In comparison to his other performance, 26 years really changed things. Gould has a gentler, but more sensitive touch for the keyboard. His fingers are no longer just grazing along with jaw-dropping accuracy. However, he still plays amazingly. The fancy ornaments that decorated his music like a Christmas tree are now used sparely. His left hand also sounds like it’s gotten heavier and really drives into the keys in some parts. He’s slowed down as well. The notes flow, but they don’t ties so tightly into one another. He grew, and so did his style of playing, tamed by the years. Gould also sings more.

Joao Carlos Martins: 1981:

Martin most certainly performs this at a slower tempo, but it works. He’s also flirting with rubato though out the song. The effect is minor, yet it adds so much that Gould’s didn’t have. The keys are also being struck even heavier. However, he doesn’t stay slow and all rubato like. Things quickly pick up, and it sounds like Gould with more force behind each hit. I think that’s the biggest difference: he’s really beating the keyboard. This isn’t bad, but difference. In fact, funny enough, the dynamics remind me of that of a harpsichord, which is probably the instrument that would have been played during Bach’s time instead of the piano (because the piano didn’t exist at the time).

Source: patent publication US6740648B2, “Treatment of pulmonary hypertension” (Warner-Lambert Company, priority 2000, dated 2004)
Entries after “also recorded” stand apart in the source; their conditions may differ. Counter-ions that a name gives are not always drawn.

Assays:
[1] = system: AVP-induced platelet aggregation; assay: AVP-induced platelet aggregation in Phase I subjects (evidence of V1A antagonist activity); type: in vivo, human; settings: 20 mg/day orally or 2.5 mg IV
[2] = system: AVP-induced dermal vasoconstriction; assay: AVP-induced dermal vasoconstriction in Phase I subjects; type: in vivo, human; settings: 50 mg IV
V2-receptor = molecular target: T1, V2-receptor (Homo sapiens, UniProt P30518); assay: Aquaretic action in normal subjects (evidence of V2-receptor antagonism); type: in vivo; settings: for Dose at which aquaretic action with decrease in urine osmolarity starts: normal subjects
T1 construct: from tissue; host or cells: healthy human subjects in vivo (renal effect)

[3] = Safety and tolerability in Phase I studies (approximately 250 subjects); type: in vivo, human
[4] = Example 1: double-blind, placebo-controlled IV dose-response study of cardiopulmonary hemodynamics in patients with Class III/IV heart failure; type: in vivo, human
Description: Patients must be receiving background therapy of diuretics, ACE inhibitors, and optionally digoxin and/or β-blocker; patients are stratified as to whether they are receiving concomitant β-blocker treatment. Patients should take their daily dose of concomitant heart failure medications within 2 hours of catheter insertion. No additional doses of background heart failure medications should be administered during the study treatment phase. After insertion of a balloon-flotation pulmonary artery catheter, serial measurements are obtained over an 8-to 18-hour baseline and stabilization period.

Peter Serkin: 1965:

This one sounds like a mix between Martin’s and Gould’s playing. Serkin is fairly slow, but uses more ornaments than Martins. There’s also less rubato. He strikes the keys gently, but with enough force if need be. It sounds very controlled, yet loose enough to allow the piece to not loose it’s light charm. This is also heard (or not so much) in his left hand’s soft touch, much like Gould: it doesn’t command a presence most of the time. However, it does come up and play right alongside with the right hand. Images of a mother playing this to her child congregates in my mind’s eye.